Why is this a tough topic?
One reason this topic is difficult for me is because we don't all agree on how fearful dogs interpret our affection.
Professional dog trainer Ty Brown of Dog Behavior Online said he believes an owner's affection can likely reinforce a dog's fearful behavior because there is a disconnect in communication between the two species.
A great example of this is when a fear-aggressive small dog is barking and growling at strangers from her owner's arms. Brown said he sees this a lot with little dogs.
“The dog is feeling fearful, and the owner is saying through voice and body language, ‘What a great job. That's right. I support the state of mind you're in,'” Brown said. “It's a form of enabling and doesn't teach the dog how to deal with that fear.”
I agree. Coddling a fear-aggressive dog will not help her build the skills she needs to deal with her fears in the future.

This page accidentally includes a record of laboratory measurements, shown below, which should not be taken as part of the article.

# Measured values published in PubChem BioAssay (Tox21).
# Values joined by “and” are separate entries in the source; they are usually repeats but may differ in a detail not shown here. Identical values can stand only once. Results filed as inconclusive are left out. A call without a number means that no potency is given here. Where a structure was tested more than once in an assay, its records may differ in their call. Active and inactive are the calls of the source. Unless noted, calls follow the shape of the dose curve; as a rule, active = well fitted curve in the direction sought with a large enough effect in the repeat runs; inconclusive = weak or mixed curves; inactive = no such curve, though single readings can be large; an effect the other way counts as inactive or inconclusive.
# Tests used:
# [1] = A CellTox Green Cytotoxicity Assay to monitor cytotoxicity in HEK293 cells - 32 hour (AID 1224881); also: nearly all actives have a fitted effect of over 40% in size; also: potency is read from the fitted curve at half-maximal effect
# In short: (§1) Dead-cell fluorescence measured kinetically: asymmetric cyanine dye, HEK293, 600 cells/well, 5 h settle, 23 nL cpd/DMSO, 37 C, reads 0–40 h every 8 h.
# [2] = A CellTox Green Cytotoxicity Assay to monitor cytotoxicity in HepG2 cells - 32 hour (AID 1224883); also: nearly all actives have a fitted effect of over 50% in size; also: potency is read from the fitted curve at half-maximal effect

“It is important to remember in any dog training that dogs are not primates,” said professional trainer Rob Peladeau of Refined K9. Many of the things we do to help our children in fearful situations do not translate to the canine species.
In her 2011 YouTube video “Calming A Fearful Animal,” professional dog trainer Suzanne Clothier said dog owners should offer affection to their scared dogs. But in order for that affection to be helpful, it needs to be quiet, firm and clear – not frantic.
“Everything in my body language, my movements, my tone of voice, how I touch the animal, has to say, ‘I know that's scary for you. I got your back here,'” Clothier said.
Brown also wants his clients to comfort their dogs whenever the dogs are scared or stressed, and he said the best way to do that is through structure.
“I want them to do it in a way that leads to growth on the dog's behalf,” he said. “For example, a dog that is stressed by outside thunder could be best soothed by being given a command to lie in a bed and stay put.”